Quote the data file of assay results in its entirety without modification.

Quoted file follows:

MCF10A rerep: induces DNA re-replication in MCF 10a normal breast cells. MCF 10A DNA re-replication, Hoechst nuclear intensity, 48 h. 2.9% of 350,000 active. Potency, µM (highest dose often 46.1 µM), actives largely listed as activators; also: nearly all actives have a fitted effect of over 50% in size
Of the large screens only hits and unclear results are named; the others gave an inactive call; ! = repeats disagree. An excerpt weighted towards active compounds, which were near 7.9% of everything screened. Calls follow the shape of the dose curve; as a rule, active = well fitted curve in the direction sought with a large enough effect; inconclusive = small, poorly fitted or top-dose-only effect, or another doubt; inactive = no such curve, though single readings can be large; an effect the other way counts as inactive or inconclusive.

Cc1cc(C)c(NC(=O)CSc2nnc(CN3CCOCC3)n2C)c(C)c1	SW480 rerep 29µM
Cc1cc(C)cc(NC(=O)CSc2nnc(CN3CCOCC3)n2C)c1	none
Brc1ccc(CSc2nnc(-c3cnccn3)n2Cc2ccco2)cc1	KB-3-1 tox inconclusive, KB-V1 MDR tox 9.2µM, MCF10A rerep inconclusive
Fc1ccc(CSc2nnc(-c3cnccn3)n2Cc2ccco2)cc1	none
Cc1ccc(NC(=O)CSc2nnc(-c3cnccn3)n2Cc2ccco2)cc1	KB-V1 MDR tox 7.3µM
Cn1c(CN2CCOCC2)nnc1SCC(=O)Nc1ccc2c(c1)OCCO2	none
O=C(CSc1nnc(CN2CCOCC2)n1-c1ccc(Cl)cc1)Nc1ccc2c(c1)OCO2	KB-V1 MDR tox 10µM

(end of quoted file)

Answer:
MCF10A rerep: induces DNA re-replication in MCF 10a normal breast cells. MCF 10A DNA re-replication, Hoechst nuclear intensity, 48 h. 2.9% of 350,000 active. Potency, µM (highest dose often 46.1 µM), actives largely listed as activators; also: nearly all actives have a fitted effect of over 50% in size
Of the large screens only hits and unclear results are named; the others gave an inactive call; ! = repeats disagree. An excerpt weighted towards active compounds, which were near 7.9% of everything screened. Calls follow the shape of the dose curve; as a rule, active = well fitted curve in the direction sought with a large enough effect; inconclusive = small, poorly fitted or top-dose-only effect, or another doubt; inactive = no such curve, though single readings can be large; an effect the other way counts as inactive or inconclusive.

Cc1cc(C)c(NC(=O)CSc2nnc(CN3CCOCC3)n2C)c(C)c1	SW480 rerep 29µM
Cc1cc(C)cc(NC(=O)CSc2nnc(CN3CCOCC3)n2C)c1	none
Brc1ccc(CSc2nnc(-c3cnccn3)n2Cc2ccco2)cc1	KB-3-1 tox inconclusive, KB-V1 MDR tox 9.2µM, MCF10A rerep inconclusive
Fc1ccc(CSc2nnc(-c3cnccn3)n2Cc2ccco2)cc1	none
Cc1ccc(NC(=O)CSc2nnc(-c3cnccn3)n2Cc2ccco2)cc1	KB-V1 MDR tox 7.3µM
Cn1c(CN2CCOCC2)nnc1SCC(=O)Nc1ccc2c(c1)OCCO2	none
O=C(CSc1nnc(CN2CCOCC2)n1-c1ccc(Cl)cc1)Nc1ccc2c(c1)OCO2	KB-V1 MDR tox 10µM